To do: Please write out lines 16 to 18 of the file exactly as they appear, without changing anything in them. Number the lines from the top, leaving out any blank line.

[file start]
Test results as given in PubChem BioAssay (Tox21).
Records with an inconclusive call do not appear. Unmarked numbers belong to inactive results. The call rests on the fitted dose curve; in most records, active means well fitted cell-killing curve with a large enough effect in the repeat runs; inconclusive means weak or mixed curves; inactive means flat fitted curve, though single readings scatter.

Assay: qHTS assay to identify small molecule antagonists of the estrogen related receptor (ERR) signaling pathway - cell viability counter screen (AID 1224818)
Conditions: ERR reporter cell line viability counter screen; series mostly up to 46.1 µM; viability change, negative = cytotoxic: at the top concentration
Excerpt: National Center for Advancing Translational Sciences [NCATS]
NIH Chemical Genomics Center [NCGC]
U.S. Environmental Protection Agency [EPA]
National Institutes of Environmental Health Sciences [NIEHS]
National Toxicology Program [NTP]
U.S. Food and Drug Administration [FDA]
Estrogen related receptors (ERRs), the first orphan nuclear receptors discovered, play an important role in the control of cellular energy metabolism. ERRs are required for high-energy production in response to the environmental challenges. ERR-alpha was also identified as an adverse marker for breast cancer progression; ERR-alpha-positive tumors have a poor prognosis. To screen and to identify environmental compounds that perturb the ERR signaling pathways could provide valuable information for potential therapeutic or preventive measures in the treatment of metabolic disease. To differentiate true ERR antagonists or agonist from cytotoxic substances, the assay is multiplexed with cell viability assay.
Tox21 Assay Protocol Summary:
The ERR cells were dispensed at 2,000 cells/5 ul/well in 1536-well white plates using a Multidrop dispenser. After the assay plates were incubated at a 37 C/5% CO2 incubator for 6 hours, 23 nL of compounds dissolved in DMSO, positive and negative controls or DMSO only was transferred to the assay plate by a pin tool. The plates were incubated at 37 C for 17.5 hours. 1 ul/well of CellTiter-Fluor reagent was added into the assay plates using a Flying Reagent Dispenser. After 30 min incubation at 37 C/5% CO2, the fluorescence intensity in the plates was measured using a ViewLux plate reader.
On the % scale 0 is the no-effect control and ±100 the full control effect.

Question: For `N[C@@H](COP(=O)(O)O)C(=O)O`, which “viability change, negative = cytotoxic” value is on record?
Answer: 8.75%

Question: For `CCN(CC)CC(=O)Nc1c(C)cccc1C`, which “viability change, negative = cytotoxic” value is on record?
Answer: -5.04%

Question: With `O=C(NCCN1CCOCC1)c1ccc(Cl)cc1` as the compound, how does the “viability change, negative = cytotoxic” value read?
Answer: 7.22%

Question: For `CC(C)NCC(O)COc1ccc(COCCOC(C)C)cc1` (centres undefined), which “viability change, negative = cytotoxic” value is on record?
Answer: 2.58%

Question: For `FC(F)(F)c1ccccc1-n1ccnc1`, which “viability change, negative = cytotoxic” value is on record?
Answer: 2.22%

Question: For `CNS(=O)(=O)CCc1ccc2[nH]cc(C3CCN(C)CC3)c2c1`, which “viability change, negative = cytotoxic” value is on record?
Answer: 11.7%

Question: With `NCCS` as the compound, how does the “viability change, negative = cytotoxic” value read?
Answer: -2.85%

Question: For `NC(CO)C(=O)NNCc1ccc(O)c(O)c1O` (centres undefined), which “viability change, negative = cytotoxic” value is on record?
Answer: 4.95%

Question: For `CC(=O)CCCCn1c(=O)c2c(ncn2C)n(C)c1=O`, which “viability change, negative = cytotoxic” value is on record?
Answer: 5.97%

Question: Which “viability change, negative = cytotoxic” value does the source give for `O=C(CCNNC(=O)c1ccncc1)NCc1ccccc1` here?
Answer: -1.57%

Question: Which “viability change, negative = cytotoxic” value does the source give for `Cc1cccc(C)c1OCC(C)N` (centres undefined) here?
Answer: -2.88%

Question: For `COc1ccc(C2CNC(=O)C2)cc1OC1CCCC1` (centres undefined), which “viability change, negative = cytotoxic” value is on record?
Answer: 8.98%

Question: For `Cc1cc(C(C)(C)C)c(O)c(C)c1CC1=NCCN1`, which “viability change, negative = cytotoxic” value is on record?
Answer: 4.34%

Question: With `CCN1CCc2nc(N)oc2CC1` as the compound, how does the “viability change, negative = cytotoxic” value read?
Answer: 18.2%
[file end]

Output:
Answer: 8.75%

Question: For `CCN(CC)CC(=O)Nc1c(C)cccc1C`, which “viability change, negative = cytotoxic” value is on record?
Answer: -5.04%